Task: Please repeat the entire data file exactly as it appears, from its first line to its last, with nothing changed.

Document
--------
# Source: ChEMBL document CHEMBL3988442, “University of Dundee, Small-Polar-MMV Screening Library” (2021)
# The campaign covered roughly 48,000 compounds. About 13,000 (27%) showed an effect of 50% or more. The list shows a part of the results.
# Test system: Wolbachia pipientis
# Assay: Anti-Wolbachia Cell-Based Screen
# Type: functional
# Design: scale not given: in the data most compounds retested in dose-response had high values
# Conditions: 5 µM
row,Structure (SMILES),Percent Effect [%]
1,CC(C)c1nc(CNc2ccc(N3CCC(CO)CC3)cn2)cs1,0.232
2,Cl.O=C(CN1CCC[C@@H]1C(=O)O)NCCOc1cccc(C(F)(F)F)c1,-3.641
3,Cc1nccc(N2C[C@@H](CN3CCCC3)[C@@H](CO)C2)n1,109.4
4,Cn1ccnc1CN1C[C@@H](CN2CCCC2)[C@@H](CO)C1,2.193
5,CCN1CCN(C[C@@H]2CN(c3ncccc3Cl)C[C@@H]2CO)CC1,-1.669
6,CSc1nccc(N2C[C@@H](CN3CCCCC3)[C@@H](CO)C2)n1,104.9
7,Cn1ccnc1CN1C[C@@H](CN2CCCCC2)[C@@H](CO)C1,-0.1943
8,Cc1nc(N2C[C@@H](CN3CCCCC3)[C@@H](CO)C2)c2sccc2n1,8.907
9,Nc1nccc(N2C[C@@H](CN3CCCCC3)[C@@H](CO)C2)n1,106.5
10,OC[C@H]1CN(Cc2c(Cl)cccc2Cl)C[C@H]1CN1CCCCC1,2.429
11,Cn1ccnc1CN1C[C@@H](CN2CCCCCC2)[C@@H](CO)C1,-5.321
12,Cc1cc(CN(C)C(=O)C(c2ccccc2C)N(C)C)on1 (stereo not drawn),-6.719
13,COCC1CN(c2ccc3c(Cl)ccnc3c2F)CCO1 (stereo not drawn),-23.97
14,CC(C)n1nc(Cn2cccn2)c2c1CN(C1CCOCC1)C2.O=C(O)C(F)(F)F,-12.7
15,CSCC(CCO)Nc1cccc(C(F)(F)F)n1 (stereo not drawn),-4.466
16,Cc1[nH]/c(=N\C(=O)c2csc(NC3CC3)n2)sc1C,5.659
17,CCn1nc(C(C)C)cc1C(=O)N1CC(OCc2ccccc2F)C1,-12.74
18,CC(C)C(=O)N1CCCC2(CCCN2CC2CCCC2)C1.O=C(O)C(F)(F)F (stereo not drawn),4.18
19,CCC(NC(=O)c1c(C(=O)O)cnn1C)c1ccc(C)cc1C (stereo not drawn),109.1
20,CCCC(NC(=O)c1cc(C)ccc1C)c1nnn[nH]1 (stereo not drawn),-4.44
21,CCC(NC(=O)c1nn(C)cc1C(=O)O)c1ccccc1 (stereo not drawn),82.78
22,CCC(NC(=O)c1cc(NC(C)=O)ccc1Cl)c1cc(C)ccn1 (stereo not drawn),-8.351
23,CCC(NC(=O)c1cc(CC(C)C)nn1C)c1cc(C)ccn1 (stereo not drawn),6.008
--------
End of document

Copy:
# Source: ChEMBL document CHEMBL3988442, “University of Dundee, Small-Polar-MMV Screening Library” (2021)
# The campaign covered roughly 48,000 compounds. About 13,000 (27%) showed an effect of 50% or more. The list shows a part of the results.
# Test system: Wolbachia pipientis
# Assay: Anti-Wolbachia Cell-Based Screen
# Type: functional
# Design: scale not given: in the data most compounds retested in dose-response had high values
# Conditions: 5 µM
row,Structure (SMILES),Percent Effect [%]
1,CC(C)c1nc(CNc2ccc(N3CCC(CO)CC3)cn2)cs1,0.232
2,Cl.O=C(CN1CCC[C@@H]1C(=O)O)NCCOc1cccc(C(F)(F)F)c1,-3.641
3,Cc1nccc(N2C[C@@H](CN3CCCC3)[C@@H](CO)C2)n1,109.4
4,Cn1ccnc1CN1C[C@@H](CN2CCCC2)[C@@H](CO)C1,2.193
5,CCN1CCN(C[C@@H]2CN(c3ncccc3Cl)C[C@@H]2CO)CC1,-1.669
6,CSc1nccc(N2C[C@@H](CN3CCCCC3)[C@@H](CO)C2)n1,104.9
7,Cn1ccnc1CN1C[C@@H](CN2CCCCC2)[C@@H](CO)C1,-0.1943
8,Cc1nc(N2C[C@@H](CN3CCCCC3)[C@@H](CO)C2)c2sccc2n1,8.907
9,Nc1nccc(N2C[C@@H](CN3CCCCC3)[C@@H](CO)C2)n1,106.5
10,OC[C@H]1CN(Cc2c(Cl)cccc2Cl)C[C@H]1CN1CCCCC1,2.429
11,Cn1ccnc1CN1C[C@@H](CN2CCCCCC2)[C@@H](CO)C1,-5.321
12,Cc1cc(CN(C)C(=O)C(c2ccccc2C)N(C)C)on1 (stereo not drawn),-6.719
13,COCC1CN(c2ccc3c(Cl)ccnc3c2F)CCO1 (stereo not drawn),-23.97
14,CC(C)n1nc(Cn2cccn2)c2c1CN(C1CCOCC1)C2.O=C(O)C(F)(F)F,-12.7
15,CSCC(CCO)Nc1cccc(C(F)(F)F)n1 (stereo not drawn),-4.466
16,Cc1[nH]/c(=N\C(=O)c2csc(NC3CC3)n2)sc1C,5.659
17,CCn1nc(C(C)C)cc1C(=O)N1CC(OCc2ccccc2F)C1,-12.74
18,CC(C)C(=O)N1CCCC2(CCCN2CC2CCCC2)C1.O=C(O)C(F)(F)F (stereo not drawn),4.18
19,CCC(NC(=O)c1c(C(=O)O)cnn1C)c1ccc(C)cc1C (stereo not drawn),109.1
20,CCCC(NC(=O)c1cc(C)ccc1C)c1nnn[nH]1 (stereo not drawn),-4.44
21,CCC(NC(=O)c1nn(C)cc1C(=O)O)c1ccccc1 (stereo not drawn),82.78
22,CCC(NC(=O)c1cc(NC(C)=O)ccc1Cl)c1cc(C)ccn1 (stereo not drawn),-8.351
23,CCC(NC(=O)c1cc(CC(C)C)nn1C)c1cc(C)ccn1 (stereo not drawn),6.008